Top-right is a matrix of small panels, some or all of them green. Some may
have an "x" mark in them. To describe this matrix we need to introduce two
The partner's history can be in the (relative) PAST (like he was divorced) it can be CONCURRENT (eg. at the same time he had a relationship with Cynthia) or in the (relative) FUTURE (such as Later he married Sue).
So, expect to specify phrases for these four uses. And then possibly a different phrase for a man than for a woman (like widower or widow, he or she). But there is more:
End of a relationship
For the reference type phrases (in particular for the PAST use), we need to distinguish between an explicit end (like a divorce), a natural end (i.e. one of the partners died) and the cases where it is not known how the FAM ended. For instance, describing an earlier marriage, you will encouter he was divorced husband of, he was widower of, or he was married before.
We refer to these end-types as EXPLICIT, NATURAL and GENERAL.
Click on a matrix element to select one of the 12 possible combinations of Use and End type. The corresponding phrases will be listed in the three large edit fields and you can modify them at will.
If the report describes a FAM incorrectly, there are two possibilities:
It may well be that you have FAM records without MARR tags (because you didn't know date nor place) while you know it is a marriage. But the gedcom family types list such a FAM most likely as an informal relationship. Go back to your recording program and change them there - if you want a professional report, representing all your research knowledge!
Use of parameters in phrases
There are simple phrases, like
He was married before
and there are phrases that contain a reference to another person or a date, such as
He married (1) Sue 21 March 1900, Paris (divorced 1910)
He married (2) Maria 22 June 1912. She was widow of Bert
phrases contain parameters which will be replaced by data from the FAM under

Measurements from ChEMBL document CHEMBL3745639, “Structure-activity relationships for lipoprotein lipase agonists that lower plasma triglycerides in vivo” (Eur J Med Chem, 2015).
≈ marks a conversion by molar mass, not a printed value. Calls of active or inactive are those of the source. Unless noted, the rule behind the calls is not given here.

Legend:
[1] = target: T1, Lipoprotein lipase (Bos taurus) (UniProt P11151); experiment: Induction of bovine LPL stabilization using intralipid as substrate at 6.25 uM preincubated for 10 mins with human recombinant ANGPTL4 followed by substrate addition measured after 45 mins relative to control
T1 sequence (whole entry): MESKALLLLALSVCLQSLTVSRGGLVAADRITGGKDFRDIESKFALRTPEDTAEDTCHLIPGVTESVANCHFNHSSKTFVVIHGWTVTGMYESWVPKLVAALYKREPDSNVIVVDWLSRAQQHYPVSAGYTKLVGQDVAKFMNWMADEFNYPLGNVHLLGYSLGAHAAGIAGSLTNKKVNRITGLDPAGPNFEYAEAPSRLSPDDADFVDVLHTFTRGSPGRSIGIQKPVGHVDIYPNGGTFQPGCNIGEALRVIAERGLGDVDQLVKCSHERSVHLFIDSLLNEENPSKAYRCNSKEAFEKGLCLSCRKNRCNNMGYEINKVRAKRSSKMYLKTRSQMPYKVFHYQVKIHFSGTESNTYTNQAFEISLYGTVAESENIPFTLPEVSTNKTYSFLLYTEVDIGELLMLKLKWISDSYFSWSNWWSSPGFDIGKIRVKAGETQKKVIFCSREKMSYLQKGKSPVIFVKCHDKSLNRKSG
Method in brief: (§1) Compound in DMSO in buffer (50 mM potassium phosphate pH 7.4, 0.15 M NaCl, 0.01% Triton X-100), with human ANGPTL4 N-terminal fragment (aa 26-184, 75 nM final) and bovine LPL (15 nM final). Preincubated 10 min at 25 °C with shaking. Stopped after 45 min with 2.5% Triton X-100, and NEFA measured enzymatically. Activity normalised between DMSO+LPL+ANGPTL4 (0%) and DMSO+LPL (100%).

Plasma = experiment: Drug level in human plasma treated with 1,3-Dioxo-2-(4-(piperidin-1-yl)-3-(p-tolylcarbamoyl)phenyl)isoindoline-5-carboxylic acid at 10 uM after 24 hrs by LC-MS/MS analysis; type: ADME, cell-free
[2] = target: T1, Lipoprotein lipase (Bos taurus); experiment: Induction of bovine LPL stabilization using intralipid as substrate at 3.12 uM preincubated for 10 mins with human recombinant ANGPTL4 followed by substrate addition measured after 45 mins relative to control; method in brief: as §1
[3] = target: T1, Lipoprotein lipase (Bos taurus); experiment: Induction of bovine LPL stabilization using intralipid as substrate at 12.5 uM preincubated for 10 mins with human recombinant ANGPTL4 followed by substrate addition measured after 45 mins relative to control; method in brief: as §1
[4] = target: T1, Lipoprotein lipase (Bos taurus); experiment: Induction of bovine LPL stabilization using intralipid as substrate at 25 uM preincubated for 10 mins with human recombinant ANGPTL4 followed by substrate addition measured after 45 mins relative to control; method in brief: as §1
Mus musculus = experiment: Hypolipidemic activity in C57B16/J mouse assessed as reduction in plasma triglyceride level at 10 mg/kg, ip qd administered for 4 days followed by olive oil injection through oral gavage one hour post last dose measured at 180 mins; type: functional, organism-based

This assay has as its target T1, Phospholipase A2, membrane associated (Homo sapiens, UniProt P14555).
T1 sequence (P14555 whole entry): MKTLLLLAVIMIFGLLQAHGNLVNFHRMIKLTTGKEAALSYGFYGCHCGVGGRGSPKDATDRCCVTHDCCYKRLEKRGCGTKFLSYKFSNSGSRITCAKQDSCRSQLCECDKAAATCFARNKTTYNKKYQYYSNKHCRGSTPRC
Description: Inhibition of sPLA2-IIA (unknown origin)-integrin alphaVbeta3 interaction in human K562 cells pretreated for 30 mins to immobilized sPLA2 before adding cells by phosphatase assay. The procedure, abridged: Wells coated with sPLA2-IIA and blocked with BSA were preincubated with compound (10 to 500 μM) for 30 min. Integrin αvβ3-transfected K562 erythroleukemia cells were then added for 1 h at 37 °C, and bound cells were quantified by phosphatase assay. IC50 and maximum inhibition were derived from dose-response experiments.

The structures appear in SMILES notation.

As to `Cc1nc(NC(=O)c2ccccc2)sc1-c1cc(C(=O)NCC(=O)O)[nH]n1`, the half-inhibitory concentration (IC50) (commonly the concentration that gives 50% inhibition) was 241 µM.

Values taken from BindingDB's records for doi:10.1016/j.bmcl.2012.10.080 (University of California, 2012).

The phrases are of course specific to the situation you describe and may well
depend on Use and end-type of the relationship.
So, for a marriage that ended explicitly with a divorce, you would want to say He married # $ @MARR.SUMM (divorced @DIV.DATE.YEAR) while for a marriage that did not end, or ended because one of the partners died, you'd simply say He married # $ @MARR.SUMM.
There is a special provision for cases where a tag is not present for a
certain FAM. Like in above example: if the date of the divorce is not recorded,
the report would say He married Sue 21 March 1900, Paris
(divorced ). When a field can not be found, it will be suppressed. If it
is in a bracketed part of the phrase and one of the brackets touches the field
reference, the whole bracketed part will be suppressed. So, the output will be
He married Sue 21 March 1900, Paris since the field
reference is next to the closing parenthesis. If there had been a space in
between, (divorced ) would have stayed.
For examples of parameter use, browse through the phrases in the Options - Report phrases window.
Note that the tag reference in a parameter can be anything - there is no check if it is a valid tag.
If you see no difference between say DIV (divorce) and DIVF (divorce filed) and yet your gedcom contains both forms, you will have to create two relationship types. And they need separate phrases, for the first will reference @DIV.DATE while the second uses @DIVF.DATE. Luckily, you can reuse all phrases when you start a new convention.
When you are desparate
If you want to start from scratch, proceed as follows:
Open the FAM types and conditions editor (menu Options - Gedcom FAM definitions) and remove all defined relationships except MARR and except Anything else (click a line and press DEL).
With MARR selected, you will see that the condition for it is MARR = PRESENT. Anything else does not have any conditions, so that relationship will apply to any FAM that lacks a MARR tag.
Select MARR. You will see that it is formal and that it uses the phrasing convention MARRIAGE. Press Edit phrases under the convention combo box. You can now modify the phrases if you like, but this should only be necessary when you work with a language other than Dutch or English.
In this phrases page (a tab of the Report specification window) you can also select INFORMAL RELATIONSHIP and see what it will produce. This is the convention used for Anything else.
Check out how the report will be phrased for a number of cases from the examples list at the bottom. (The examples are specific for the combination of Use and relation-end that you have selected in the matrix - you'll have to read the section above, sorry.)
If all your formal marriages come out with he married, she was widow, etc. you are in business.
Reopen the FAM types and conditions editor (menu
Options - Gedcom FAM definitions) and add a
LIVING TOGETHER relationship or anything else
specific to your gedcom. Work out how it can be recognized in the gedcom and
translate that into conditions. For instance, living together might be:
Then select formal or informal (living together would be formal) and select a phrasing convention. If none is of your liking, you will have to create a new one and then select it.